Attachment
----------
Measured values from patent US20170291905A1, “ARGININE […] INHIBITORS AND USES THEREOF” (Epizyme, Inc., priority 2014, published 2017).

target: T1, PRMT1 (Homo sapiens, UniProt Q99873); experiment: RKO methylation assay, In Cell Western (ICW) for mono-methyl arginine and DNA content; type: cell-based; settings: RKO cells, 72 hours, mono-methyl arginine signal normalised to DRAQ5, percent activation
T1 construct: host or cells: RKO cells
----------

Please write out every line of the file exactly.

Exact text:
Measured values from patent US20170291905A1, “ARGININE […] INHIBITORS AND USES THEREOF” (Epizyme, Inc., priority 2014, published 2017).

target: T1, PRMT1 (Homo sapiens, UniProt Q99873); experiment: RKO methylation assay, In Cell Western (ICW) for mono-methyl arginine and DNA content; type: cell-based; settings: RKO cells, 72 hours, mono-methyl arginine signal normalised to DRAQ5, percent activation
T1 construct: host or cells: RKO cells